Sunday, June 15, 2008

Father's Day

My father has been dead for 40 years, but I still have vivid memories of him. Some are good, and some are bad, for he was, as we all are, human. I have long ago forgiven him for what were the bad times for me. I loved my dad, but I don't ever remember telling him so. That wasn't done in my family, emotions were, for the most part, held in. When emotion did show its face, it was generally anger, and I am sorry for that. I wish I could have said, "I love you, Pa", certainly more than I did, if ever. My brothers and I are better at showing our emotions to one another, but not much. I fortunately married into a family that was good at telling each other they cared, and I think my wife was the best. So, our children are very open about telling us that they love us. It's interesting that we know that the love is there, but it feels so good to hear it said. There never was a time that I felt that Pa didn't love me even though I didn't hear him say it. I got many things from my dad, his love of working with wood, his liberal politics, his sense of fair play, how to hunt and shoot, how to fish, how to build things, how to stand up for the little guy, honesty (except following the fish and game laws). I would have to say that I reared my own kids much the same as my dad did for me. I know that after he lost a leg in a logging accident he was always in pain, and so he self medicated with beer. That changed him and the family too, in ways that we probably never realized. I can still remember going on a road trip listening to Pa sing some of the old cowboy songs or recite a Robert Service poem. According to my oldest brother, Pa had a voice similar to Gene Austin. And, he was a fool for his grandchildren. Happy Father's Day, Pa. Love, Dan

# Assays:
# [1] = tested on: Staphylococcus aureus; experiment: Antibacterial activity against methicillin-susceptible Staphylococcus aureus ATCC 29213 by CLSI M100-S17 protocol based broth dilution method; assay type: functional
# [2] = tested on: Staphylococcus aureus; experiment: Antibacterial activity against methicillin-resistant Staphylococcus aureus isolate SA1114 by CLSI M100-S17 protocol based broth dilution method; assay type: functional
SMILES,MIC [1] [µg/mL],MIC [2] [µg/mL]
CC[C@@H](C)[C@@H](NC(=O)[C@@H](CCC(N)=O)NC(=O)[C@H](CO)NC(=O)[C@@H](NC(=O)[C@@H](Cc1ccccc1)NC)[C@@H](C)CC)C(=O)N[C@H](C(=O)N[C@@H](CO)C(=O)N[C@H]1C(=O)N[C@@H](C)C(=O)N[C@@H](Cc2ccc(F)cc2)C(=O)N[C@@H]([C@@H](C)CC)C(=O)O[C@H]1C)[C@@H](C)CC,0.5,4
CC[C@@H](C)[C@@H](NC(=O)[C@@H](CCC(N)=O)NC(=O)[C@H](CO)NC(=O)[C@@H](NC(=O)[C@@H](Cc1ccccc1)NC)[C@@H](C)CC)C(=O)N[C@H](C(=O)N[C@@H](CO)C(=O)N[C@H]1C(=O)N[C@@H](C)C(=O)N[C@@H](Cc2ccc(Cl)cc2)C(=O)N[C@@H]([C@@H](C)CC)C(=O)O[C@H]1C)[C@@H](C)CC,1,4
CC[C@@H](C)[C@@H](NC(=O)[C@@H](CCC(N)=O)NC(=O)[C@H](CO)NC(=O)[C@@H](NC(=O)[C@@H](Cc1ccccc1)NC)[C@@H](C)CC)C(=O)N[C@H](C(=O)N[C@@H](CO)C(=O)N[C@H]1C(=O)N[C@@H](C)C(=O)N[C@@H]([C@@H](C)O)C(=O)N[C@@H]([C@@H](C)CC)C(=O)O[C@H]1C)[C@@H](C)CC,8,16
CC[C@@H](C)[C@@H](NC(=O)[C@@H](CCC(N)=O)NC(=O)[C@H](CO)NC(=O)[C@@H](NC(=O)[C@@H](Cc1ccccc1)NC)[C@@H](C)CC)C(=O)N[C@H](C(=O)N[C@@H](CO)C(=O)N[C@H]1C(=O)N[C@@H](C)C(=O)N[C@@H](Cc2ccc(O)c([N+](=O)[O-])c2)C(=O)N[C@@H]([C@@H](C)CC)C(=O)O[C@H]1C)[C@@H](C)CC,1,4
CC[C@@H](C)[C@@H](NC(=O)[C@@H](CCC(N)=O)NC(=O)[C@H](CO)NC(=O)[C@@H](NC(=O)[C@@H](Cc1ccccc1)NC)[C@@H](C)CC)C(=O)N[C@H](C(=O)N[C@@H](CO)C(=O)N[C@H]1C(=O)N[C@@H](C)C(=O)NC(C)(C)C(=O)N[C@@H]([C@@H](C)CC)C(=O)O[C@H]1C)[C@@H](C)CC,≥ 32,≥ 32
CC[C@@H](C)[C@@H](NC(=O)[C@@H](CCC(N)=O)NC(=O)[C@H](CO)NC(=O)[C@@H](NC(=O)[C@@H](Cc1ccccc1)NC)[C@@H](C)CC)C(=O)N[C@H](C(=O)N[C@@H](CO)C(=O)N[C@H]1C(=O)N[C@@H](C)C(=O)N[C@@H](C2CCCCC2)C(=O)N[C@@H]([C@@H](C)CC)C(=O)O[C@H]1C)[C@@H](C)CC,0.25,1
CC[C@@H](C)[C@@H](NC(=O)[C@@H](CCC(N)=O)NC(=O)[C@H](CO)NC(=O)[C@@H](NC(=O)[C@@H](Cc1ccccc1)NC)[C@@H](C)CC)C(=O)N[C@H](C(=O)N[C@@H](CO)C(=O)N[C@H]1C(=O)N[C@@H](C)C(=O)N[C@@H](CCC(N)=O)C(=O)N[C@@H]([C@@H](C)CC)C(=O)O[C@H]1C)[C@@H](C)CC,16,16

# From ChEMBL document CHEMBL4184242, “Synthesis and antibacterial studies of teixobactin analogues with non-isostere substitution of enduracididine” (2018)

Wednesday, June 11, 2008

People Will Say We're In Love

This video is a little strange, uses new shots from the present time, but the music is great. I may drive some of you crazy with my new found music machine, but it's the only way to hear some of the great oldies. I even found some Red Sovine tear jerkers.

I Love You Tube

When I was much younger I had an album titled "Powerhouse Dance Party" by Grady Martin and the Slew Foot Five. I wore it out playing it and have never been able to find a modern (CD) copy. Found this today on You Tube. I am so happy.

Tuesday, June 10, 2008

Somewhere Over The Rainbow -- IZ

I thought no one could surpass Judy Garland on this song, but IZ made it his own song. Here are both Judy and IZ, you decide.

Monday, June 9, 2008

This is for Emery

Here's one for you Bro! Enjoy!


I'm trying this out to see if I can embed an Ella Fitzgerald video here.

Saturday, June 7, 2008

November Elections

Well, the Democrats have finally come up with a probable nominee for President. Now we all have to get together and support Barak Obama in his bid to become the first Black President. I heard on PBS this past winter a black man quoting his mother who said "it will be harder for a female to be elected than a Black man". It looks as though she was right. Now I hope that the Democrats don't screw it up and lose to McCain. When that long list of possible Demo candidates came out last fall I thought at the time that I hoped that someone other than Hillary or Obama was nominated because I felt that they were both unelectable. I still have that fear, it seems that they both have a lot to attack, and attack the Republicans will. I think that maybe I was wrong. There seems to be a lot of support for Obama and Hillary. I have been getting e-mails asking me to get behind Obama and get him elected. I'll do what I can, but I don't see many folks in Malheur County voting for a man of color for president.